Friday, September 26, 2008

Kedgeree for the British Food Fortnight Challenge

Since I decided to host the
British Food Fortnight Challenge a few weeks ago, I've been trying hard to decide what I should cook for the challenge. At first, I thought I'd go for a traditional British pud - treacle tart, perhaps? As the days passed, I decided that I'd focus on some of the best produce our nation produces and thought I'd plunk for something meat-based. Beef Wellington is a favourite, but is hardly credit crunch-friendly (...and as I had no plans to entertain this week, I thought it a little decadent to make for one).

I then decided that I'd like to challenge myself a little and attempt something I haven't made before. I have a bit of an issue with rice. I virtually never cook it. I'm hopeless when it comes to cooking the stuff. Actually, the truth be told, I'm not really hopeless at it. I just have a fear of cooking rice. I'm convinced I'll get it wrong. Either it'll be one big sticky, lumpy mess or it'll stick to the pan and have to be chiseled off, or it'll be more al dente than an uncooked potato.

However, a dish that I've loved since childhood is kedgeree and I have always wanted to re-create it. Kedgeree became popular in the UK during the reign of Queen Victoria and was served at breakfast in the homes of the wealthy. The name of the dish may be Indian in origin, but it came initially from Scotland. The dish was taken to India by troops serving the British Raj and it is no doubt in India where the kedgeree gained its curry spices. The combination of smoked fish, rice, eggs and spices became popular amongst British colonials in India and made its way back to Britain. Since then, it has become a British classic. Whilst still served in the finest hotels as a breakfast dish (it is particularly good 'the morning after the night before'), it actually makes a delicious lunch or supper dish.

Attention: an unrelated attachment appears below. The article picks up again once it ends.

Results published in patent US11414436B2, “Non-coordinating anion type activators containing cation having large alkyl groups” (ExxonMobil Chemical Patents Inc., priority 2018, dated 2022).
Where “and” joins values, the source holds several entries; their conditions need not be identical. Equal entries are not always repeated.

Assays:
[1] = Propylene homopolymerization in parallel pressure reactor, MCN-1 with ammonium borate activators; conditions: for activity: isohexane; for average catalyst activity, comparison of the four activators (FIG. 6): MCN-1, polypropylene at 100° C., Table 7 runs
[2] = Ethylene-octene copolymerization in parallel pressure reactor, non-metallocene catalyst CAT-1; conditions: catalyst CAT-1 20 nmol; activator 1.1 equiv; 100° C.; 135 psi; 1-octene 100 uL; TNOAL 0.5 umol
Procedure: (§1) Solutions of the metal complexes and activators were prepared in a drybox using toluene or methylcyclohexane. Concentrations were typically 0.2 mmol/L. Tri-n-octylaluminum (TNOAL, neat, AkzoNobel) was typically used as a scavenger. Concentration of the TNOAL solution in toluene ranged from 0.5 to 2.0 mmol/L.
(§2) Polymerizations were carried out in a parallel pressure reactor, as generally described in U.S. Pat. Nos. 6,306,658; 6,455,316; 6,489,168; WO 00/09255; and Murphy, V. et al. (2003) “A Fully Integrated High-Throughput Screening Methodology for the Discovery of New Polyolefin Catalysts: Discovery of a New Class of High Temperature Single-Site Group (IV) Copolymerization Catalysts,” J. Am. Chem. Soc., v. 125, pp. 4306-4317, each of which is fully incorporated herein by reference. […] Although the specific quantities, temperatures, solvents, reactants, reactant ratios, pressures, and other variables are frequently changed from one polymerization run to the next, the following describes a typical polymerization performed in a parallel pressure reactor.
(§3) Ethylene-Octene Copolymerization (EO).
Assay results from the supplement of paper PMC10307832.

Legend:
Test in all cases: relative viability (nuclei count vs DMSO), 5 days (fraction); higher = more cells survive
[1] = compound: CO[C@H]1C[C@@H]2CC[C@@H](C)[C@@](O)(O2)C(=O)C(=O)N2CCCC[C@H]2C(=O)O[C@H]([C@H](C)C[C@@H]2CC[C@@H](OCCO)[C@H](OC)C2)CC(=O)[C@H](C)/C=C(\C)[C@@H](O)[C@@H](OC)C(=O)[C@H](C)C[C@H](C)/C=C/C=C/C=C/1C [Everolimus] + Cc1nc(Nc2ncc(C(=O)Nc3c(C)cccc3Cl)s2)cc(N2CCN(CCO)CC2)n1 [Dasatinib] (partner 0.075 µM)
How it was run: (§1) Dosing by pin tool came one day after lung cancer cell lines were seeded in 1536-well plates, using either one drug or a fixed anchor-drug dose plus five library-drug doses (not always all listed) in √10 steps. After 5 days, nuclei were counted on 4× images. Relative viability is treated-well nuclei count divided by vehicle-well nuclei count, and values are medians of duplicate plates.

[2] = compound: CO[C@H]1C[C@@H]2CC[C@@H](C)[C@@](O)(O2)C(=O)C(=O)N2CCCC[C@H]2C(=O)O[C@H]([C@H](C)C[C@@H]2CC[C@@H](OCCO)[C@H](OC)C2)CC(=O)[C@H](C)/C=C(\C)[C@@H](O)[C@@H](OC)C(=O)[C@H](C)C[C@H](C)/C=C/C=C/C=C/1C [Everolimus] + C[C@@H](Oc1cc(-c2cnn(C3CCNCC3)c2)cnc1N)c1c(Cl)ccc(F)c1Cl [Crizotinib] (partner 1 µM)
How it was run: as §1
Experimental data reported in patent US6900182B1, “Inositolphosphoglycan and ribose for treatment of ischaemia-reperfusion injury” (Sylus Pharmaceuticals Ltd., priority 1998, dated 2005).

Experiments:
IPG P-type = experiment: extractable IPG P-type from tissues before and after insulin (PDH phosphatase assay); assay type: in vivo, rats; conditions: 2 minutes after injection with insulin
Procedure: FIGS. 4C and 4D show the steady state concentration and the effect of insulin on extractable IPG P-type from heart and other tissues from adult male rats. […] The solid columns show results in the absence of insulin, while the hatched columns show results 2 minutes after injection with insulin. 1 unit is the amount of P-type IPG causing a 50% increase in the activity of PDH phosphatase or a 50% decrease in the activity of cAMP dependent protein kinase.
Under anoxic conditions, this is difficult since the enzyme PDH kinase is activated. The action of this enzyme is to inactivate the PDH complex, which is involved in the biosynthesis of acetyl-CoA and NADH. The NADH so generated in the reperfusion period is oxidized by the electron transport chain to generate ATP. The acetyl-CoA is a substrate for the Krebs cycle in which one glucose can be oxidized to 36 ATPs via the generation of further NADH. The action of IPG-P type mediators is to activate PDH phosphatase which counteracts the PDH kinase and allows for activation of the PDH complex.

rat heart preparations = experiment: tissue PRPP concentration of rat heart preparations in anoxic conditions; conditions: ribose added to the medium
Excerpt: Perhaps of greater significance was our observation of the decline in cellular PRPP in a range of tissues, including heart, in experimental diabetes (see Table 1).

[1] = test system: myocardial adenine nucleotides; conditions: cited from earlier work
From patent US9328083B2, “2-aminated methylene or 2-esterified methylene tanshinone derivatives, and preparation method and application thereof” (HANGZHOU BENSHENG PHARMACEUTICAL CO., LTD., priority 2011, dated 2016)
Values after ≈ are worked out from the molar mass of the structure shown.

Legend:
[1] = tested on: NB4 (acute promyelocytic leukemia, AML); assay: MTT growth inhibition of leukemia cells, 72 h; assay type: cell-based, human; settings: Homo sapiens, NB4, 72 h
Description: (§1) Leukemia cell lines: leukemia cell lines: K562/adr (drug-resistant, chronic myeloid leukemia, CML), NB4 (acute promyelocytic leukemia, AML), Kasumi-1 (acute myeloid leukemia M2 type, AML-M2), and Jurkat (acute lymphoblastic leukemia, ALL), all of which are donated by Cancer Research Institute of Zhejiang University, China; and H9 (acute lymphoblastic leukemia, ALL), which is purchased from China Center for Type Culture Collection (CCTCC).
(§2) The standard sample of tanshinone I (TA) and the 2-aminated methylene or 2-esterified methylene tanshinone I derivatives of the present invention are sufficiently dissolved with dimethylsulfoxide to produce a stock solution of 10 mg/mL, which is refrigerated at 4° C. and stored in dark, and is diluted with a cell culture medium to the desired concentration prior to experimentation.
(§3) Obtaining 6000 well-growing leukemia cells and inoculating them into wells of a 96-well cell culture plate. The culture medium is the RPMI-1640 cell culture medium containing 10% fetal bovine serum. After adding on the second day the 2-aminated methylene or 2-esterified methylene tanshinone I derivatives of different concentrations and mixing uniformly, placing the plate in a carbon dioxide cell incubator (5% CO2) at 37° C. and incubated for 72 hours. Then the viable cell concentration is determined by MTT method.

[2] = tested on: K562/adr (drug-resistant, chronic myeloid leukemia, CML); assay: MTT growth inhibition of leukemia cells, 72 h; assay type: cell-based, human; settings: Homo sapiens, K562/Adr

There are many variations of kedgeree. The basics are fish (traditionally smoked haddock), rice, eggs and butter. The quality of these are all key to the success of this dish. I made mine with smoked haddock but you may prefer to plunk for a more sustainable species. I think that smoked mackerel would work quite well. Salmon is a good choice too, though quite different.

This recipe worked out just as I hoped. It is a combination of around 6 different recipes as I couldn't find one that sounded just right. Cooking the rice in the poaching liquid is key - adds so much flavour. I've kept my version fairly basic, just enriching it with a touch of cream. But peas, spinach or tomatoes would be valid (if nontraditional) additions.

Serves 2


2 fillets Scottish smoked haddock (traditionally smoked and undyed*)
1 mug long-grained rice
bay leaf
2 free-range organic eggs
a good few knobs of butter
1tsp medium curry powder
1/2 an onion (or 1 very small one), chopped
a very generous handful of parsley
a small handful coriander (optional)
1 tbsp double cream (optional)
cayenne pepper
a lemon